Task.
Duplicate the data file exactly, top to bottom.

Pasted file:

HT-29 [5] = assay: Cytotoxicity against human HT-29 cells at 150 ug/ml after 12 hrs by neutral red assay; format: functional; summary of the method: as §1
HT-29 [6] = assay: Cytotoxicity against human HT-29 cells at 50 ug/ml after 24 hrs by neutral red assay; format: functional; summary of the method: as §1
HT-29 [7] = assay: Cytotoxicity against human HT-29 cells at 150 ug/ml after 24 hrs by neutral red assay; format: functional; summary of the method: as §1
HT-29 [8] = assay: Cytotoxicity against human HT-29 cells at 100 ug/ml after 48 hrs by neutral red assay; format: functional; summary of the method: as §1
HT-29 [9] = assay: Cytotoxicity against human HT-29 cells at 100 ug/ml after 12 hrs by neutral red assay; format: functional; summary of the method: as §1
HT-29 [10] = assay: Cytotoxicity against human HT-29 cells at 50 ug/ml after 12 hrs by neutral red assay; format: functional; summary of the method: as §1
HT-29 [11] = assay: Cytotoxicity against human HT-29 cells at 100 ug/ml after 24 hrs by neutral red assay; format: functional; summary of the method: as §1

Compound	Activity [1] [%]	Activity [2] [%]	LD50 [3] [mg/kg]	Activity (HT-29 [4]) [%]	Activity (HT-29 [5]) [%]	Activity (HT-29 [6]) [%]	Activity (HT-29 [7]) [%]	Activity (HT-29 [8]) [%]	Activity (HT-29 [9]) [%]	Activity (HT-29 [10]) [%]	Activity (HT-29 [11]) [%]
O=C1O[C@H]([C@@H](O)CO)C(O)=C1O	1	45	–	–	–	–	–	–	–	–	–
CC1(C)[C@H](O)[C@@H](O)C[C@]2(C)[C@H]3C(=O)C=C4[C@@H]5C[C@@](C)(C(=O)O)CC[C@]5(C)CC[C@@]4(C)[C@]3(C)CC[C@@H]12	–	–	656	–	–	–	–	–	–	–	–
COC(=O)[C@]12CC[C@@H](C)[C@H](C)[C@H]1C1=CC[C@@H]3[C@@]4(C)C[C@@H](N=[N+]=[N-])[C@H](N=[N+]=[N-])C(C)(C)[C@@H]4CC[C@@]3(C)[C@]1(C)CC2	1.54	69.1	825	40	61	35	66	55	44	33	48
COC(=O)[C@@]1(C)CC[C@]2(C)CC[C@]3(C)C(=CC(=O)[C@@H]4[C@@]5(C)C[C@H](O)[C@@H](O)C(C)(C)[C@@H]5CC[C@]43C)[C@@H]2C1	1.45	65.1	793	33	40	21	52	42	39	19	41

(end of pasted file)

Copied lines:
HT-29 [5] = assay: Cytotoxicity against human HT-29 cells at 150 ug/ml after 12 hrs by neutral red assay; format: functional; summary of the method: as §1
HT-29 [6] = assay: Cytotoxicity against human HT-29 cells at 50 ug/ml after 24 hrs by neutral red assay; format: functional; summary of the method: as §1
HT-29 [7] = assay: Cytotoxicity against human HT-29 cells at 150 ug/ml after 24 hrs by neutral red assay; format: functional; summary of the method: as §1
HT-29 [8] = assay: Cytotoxicity against human HT-29 cells at 100 ug/ml after 48 hrs by neutral red assay; format: functional; summary of the method: as §1
HT-29 [9] = assay: Cytotoxicity against human HT-29 cells at 100 ug/ml after 12 hrs by neutral red assay; format: functional; summary of the method: as §1
HT-29 [10] = assay: Cytotoxicity against human HT-29 cells at 50 ug/ml after 12 hrs by neutral red assay; format: functional; summary of the method: as §1
HT-29 [11] = assay: Cytotoxicity against human HT-29 cells at 100 ug/ml after 24 hrs by neutral red assay; format: functional; summary of the method: as §1

Compound	Activity [1] [%]	Activity [2] [%]	LD50 [3] [mg/kg]	Activity (HT-29 [4]) [%]	Activity (HT-29 [5]) [%]	Activity (HT-29 [6]) [%]	Activity (HT-29 [7]) [%]	Activity (HT-29 [8]) [%]	Activity (HT-29 [9]) [%]	Activity (HT-29 [10]) [%]	Activity (HT-29 [11]) [%]
O=C1O[C@H]([C@@H](O)CO)C(O)=C1O	1	45	–	–	–	–	–	–	–	–	–
CC1(C)[C@H](O)[C@@H](O)C[C@]2(C)[C@H]3C(=O)C=C4[C@@H]5C[C@@](C)(C(=O)O)CC[C@]5(C)CC[C@@]4(C)[C@]3(C)CC[C@@H]12	–	–	656	–	–	–	–	–	–	–	–
COC(=O)[C@]12CC[C@@H](C)[C@H](C)[C@H]1C1=CC[C@@H]3[C@@]4(C)C[C@@H](N=[N+]=[N-])[C@H](N=[N+]=[N-])C(C)(C)[C@@H]4CC[C@@]3(C)[C@]1(C)CC2	1.54	69.1	825	40	61	35	66	55	44	33	48
COC(=O)[C@@]1(C)CC[C@]2(C)CC[C@]3(C)C(=CC(=O)[C@@H]4[C@@]5(C)C[C@H](O)[C@@H](O)C(C)(C)[C@@H]5CC[C@]43C)[C@@H]2C1	1.45	65.1	793	33	40	21	52	42	39	19	41